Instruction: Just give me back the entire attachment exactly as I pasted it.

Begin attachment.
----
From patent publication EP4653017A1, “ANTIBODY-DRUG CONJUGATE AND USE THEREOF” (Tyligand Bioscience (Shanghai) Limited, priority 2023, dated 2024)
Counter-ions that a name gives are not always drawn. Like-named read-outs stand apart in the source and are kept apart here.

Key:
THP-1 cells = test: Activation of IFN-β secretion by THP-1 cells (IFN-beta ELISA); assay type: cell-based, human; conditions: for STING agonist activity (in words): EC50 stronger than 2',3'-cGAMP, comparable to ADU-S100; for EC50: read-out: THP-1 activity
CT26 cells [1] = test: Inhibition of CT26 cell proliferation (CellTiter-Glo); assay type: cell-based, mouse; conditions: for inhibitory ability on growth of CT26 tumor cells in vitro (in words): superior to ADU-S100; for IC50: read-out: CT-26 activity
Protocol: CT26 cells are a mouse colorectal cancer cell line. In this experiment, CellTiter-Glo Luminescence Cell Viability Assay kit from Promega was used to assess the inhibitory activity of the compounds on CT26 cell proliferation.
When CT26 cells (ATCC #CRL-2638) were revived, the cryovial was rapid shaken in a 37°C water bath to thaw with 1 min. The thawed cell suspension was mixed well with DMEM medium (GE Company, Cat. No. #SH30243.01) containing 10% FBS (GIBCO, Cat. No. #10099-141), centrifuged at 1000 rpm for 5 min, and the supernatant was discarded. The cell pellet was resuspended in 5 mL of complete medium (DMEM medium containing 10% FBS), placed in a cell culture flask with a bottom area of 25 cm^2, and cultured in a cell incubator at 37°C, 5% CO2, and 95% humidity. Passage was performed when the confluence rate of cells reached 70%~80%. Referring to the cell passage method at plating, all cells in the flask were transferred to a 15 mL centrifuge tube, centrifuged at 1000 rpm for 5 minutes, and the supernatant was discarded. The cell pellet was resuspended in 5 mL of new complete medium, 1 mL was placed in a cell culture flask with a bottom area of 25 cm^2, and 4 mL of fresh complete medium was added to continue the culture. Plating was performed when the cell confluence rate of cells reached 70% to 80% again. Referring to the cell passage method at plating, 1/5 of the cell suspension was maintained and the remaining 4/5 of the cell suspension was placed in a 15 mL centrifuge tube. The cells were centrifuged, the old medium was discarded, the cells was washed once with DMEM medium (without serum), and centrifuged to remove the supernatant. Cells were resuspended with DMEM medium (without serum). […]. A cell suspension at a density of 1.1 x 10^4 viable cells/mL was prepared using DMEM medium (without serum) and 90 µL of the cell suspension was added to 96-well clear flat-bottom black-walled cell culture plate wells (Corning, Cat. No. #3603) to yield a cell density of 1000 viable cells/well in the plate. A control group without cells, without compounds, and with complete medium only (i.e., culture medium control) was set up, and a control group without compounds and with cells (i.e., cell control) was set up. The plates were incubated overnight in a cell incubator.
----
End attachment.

From patent publication EP4653017A1, “ANTIBODY-DRUG CONJUGATE AND USE THEREOF” (Tyligand Bioscience (Shanghai) Limited, priority 2023, dated 2024)
Counter-ions that a name gives are not always drawn. Like-named read-outs stand apart in the source and are kept apart here.

Key:
THP-1 cells = test: Activation of IFN-β secretion by THP-1 cells (IFN-beta ELISA); assay type: cell-based, human; conditions: for STING agonist activity (in words): EC50 stronger than 2',3'-cGAMP, comparable to ADU-S100; for EC50: read-out: THP-1 activity
CT26 cells [1] = test: Inhibition of CT26 cell proliferation (CellTiter-Glo); assay type: cell-based, mouse; conditions: for inhibitory ability on growth of CT26 tumor cells in vitro (in words): superior to ADU-S100; for IC50: read-out: CT-26 activity
Protocol: CT26 cells are a mouse colorectal cancer cell line. In this experiment, CellTiter-Glo Luminescence Cell Viability Assay kit from Promega was used to assess the inhibitory activity of the compounds on CT26 cell proliferation.
When CT26 cells (ATCC #CRL-2638) were revived, the cryovial was rapid shaken in a 37°C water bath to thaw with 1 min. The thawed cell suspension was mixed well with DMEM medium (GE Company, Cat. No. #SH30243.01) containing 10% FBS (GIBCO, Cat. No. #10099-141), centrifuged at 1000 rpm for 5 min, and the supernatant was discarded. The cell pellet was resuspended in 5 mL of complete medium (DMEM medium containing 10% FBS), placed in a cell culture flask with a bottom area of 25 cm^2, and cultured in a cell incubator at 37°C, 5% CO2, and 95% humidity. Passage was performed when the confluence rate of cells reached 70%~80%. Referring to the cell passage method at plating, all cells in the flask were transferred to a 15 mL centrifuge tube, centrifuged at 1000 rpm for 5 minutes, and the supernatant was discarded. The cell pellet was resuspended in 5 mL of new complete medium, 1 mL was placed in a cell culture flask with a bottom area of 25 cm^2, and 4 mL of fresh complete medium was added to continue the culture. Plating was performed when the cell confluence rate of cells reached 70% to 80% again. Referring to the cell passage method at plating, 1/5 of the cell suspension was maintained and the remaining 4/5 of the cell suspension was placed in a 15 mL centrifuge tube. The cells were centrifuged, the old medium was discarded, the cells was washed once with DMEM medium (without serum), and centrifuged to remove the supernatant. Cells were resuspended with DMEM medium (without serum). […]. A cell suspension at a density of 1.1 x 10^4 viable cells/mL was prepared using DMEM medium (without serum) and 90 µL of the cell suspension was added to 96-well clear flat-bottom black-walled cell culture plate wells (Corning, Cat. No. #3603) to yield a cell density of 1000 viable cells/well in the plate. A control group without cells, without compounds, and with complete medium only (i.e., culture medium control) was set up, and a control group without compounds and with cells (i.e., cell control) was set up. The plates were incubated overnight in a cell incubator.